Pamela Bryce-Elarabi died on June 23 hours after she posted a disturbing image
The social media giant Facebook has been criticized after failing to remove a viral photo of a mother of two moments before she committed suicide.
Pamela Bryce-Elarabi died on June 23 hours after she posted a disturbing image of herself ‘preparing to commit suicide’ to Facebook.
The image was so upsetting that Bryce-Elarabi’s sister, Gillian Luchejko, called their brother and asked him to go and check on her at her Jersey home.
When the brother arrived, he found police and paramedics to her Hillsborough home.
Elarabi was rushed to hospital but died after her family made the difficult decision of switching off her life support.
The 49-year old had reportedly hung herself.
According to The DM: Luchejko told Market Watch that as her and family stood by Elarabi’s side at the hospital, they were bombarded with messages from concerned friends who saw the image Elarabi had posted.
‘People kept texting us, asking what was going on, and what the Facebook post was about, and I was thinking, “I can’t answer you right now because she is dying,’” Luchejko said.
‘Everyone felt helpless’.
The family said they contacted Facebook about the image and more than 200 of Elarabi’s friends reported it to administrators, but the company did not take it down.
It remained at the top of Elarabi’s page for three days after her death until her 26-year-old daughter found her mom’s password and deleted the post herself.
‘It was very traumatic for her. Her children are now traumatized because this is the last image they saw of their mom – they can’t remember her the way she was,’ she told the outlet.
Luchejko said before the post was removed it was flooded with comments from people supporting the family through the tragedy, and others who criticized them for not doing more to help Elarabi, who Luchejko said was going through a divorce and had suffered from depression her entire life.
According to Luchejko, one message read:
‘Why wasn’t anyone there for you?’
Another person posted ‘we all let you down’. Luchejko said someone else wrote that suicide is a selfish choice.
She said the comments were especially hard for Elarabi’s children to see.
‘You don’t know what is happening off of Facebook,’ Luchejko said.
‘Facebook is not reality. Sometimes people don’t understand that.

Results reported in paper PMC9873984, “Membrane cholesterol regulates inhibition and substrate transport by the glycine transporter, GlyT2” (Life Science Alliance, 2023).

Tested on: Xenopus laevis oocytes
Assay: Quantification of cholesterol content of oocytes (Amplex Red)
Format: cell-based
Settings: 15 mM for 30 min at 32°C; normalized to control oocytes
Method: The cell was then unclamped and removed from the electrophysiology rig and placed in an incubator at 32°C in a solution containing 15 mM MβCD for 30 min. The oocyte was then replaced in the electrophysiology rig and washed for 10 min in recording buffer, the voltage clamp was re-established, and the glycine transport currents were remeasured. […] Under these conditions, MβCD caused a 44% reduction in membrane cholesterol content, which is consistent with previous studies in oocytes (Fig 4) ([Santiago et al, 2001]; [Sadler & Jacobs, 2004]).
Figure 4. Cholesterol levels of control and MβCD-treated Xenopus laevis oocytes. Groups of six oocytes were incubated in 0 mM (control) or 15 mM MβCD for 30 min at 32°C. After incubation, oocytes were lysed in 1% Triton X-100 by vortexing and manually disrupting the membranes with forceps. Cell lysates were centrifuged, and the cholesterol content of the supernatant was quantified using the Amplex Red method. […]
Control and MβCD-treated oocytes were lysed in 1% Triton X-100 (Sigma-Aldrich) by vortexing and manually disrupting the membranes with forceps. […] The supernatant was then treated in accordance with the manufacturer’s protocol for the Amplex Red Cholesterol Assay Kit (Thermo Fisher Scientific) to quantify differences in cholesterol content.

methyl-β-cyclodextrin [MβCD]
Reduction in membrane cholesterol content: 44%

Obviously, if someone is suicidal, they have gotten to a point of no return, and it’s really hard to get them back.’
Luchejko said Facebook needs to have a better way for people to report dire posts and images.
‘They are looking at whether we get fake news or spam, not inappropriate posts or what to do in a situation that is dire.
Why isn’t there anyone to contact directly?
Why isn’t there a customer service phone number to say this is an emergency?
It just shows Facebook does not care about their customers.’
A spokeswoman for Facebook told the DailyMail.com that she could not comment specifically on Elarabi’s case because the photo was no longer on her Facebook page.
The site’s Help Center lists steps users are to take if they or someone they know are experiencing suicidal thoughts.
According to Facebook’s guidelines, users should immediately contact local law enforcement and then reach out to the person they are concerned about.
Facebook also asks that users report the content so they can reach out to the person and provide them with helpful information.
Luchejko said other despairing posts Elarabi shared that day remain on her page. One post she wrote at 8.25pm, about a half hour before she committed suicide, said: ‘F*** this’.
Earlier that June 22 day, Elarabi told friends and family: ‘I am trying to keep cool… I have never been this upset in my life… I’m at a complete loss.’
She had also shared pictures of her trying different yoga poses and at the Solstice Yoga Fest in New York City. Some friends had commented on the image telling Elarabi how happy she looked.
In a post last month, Elarabi commented on the suicide’s of Anthony Bourdain and Kate Spade encouraging anyone struggling with depression to seek help.
‘First Kate Spade… then Anthony Bourdain?!?! Take it from someone who suffers from Major Depression Disorder and Anxiety… there IS help for those days when you just can’t take it anymore,’ she wrote.
‘Those who know me well, know that I’ve been that route and am currently suffering through a very bad part (in) my life, however, I refuse to be a statistic. Reach out for help… there are facilities everywhere! Contact me!!! Anything but the “easy” way out… please!! That’s never easy for anyone.’
The family said they won’t have a funeral for Elarabi.
They will instead honor the yoga enthusiast and loving mother during a private memorial on September 3, what would have been her 50th birthday.
‘She never believed that she was loved, which I think was part of the problem.
Now, there are a lot of people reaching out. It’s nice to know about all the people that loved her, the outpouring is just wonderful’, Luchejko said.